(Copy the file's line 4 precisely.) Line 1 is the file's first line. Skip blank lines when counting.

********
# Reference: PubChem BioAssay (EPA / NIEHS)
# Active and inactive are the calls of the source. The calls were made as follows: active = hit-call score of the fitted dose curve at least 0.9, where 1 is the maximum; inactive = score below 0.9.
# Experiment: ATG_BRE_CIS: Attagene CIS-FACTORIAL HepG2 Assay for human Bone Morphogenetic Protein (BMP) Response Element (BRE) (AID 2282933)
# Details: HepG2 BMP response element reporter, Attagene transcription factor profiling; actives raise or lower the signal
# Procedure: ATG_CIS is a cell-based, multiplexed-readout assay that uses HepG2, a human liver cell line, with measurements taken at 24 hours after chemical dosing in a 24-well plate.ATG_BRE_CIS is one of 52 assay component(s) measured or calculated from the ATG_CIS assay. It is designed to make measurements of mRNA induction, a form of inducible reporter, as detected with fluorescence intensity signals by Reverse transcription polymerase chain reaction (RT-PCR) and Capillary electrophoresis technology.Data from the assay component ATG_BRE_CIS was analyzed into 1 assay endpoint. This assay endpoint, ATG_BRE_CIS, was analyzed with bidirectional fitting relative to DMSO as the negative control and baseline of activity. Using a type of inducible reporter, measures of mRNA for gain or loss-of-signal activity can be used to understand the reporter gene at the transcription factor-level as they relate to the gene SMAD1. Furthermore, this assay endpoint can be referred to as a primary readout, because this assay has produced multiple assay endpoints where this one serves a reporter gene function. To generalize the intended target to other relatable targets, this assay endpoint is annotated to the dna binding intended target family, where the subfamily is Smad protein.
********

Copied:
# Details: HepG2 BMP response element reporter, Attagene transcription factor profiling; actives raise or lower the signal